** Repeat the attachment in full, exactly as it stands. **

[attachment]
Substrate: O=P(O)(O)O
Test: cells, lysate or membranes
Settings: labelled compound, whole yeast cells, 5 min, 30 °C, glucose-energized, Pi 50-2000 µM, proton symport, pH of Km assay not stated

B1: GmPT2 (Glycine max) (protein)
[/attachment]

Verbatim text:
Substrate: O=P(O)(O)O
Test: cells, lysate or membranes
Settings: labelled compound, whole yeast cells, 5 min, 30 °C, glucose-energized, Pi 50-2000 µM, proton symport, pH of Km assay not stated

B1: GmPT2 (Glycine max) (protein)